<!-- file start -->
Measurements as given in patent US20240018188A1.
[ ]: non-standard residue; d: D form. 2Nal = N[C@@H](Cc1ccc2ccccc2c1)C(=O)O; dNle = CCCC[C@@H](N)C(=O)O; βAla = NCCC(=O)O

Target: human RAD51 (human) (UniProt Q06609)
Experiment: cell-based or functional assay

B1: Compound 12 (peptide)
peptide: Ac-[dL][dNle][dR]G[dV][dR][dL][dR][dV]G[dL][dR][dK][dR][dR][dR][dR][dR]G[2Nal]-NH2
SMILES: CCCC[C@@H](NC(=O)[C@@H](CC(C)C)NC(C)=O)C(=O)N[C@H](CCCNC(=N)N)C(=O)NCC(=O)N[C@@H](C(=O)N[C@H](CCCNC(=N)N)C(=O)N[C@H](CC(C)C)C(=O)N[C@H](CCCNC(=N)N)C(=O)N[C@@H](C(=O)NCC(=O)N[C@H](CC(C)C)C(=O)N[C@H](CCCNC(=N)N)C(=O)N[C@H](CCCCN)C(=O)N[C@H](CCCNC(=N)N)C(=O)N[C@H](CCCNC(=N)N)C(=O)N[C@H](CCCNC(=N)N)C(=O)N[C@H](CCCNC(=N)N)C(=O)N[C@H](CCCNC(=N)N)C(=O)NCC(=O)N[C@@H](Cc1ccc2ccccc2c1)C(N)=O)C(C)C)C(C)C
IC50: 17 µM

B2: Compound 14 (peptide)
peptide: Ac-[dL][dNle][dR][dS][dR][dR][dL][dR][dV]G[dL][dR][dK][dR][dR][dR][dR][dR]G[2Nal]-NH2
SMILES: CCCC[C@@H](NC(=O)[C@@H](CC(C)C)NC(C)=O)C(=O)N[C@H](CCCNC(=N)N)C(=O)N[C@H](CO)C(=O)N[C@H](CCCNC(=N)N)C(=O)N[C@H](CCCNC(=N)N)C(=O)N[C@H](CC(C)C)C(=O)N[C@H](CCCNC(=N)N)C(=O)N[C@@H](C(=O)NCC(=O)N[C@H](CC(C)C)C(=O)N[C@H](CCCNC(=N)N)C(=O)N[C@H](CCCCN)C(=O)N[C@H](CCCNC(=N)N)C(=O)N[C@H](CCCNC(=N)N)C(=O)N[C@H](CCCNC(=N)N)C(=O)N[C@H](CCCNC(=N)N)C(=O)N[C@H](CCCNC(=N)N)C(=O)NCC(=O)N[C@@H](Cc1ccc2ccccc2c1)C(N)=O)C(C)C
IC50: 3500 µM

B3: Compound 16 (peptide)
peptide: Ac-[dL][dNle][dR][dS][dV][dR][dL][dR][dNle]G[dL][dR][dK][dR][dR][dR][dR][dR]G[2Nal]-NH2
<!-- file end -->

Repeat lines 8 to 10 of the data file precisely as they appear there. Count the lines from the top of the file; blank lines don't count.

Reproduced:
IC50: 17 µM

B2: Compound 14 (peptide)
peptide: Ac-[dL][dNle][dR][dS][dR][dR][dL][dR][dV]G[dL][dR][dK][dR][dR][dR][dR][dR]G[2Nal]-NH2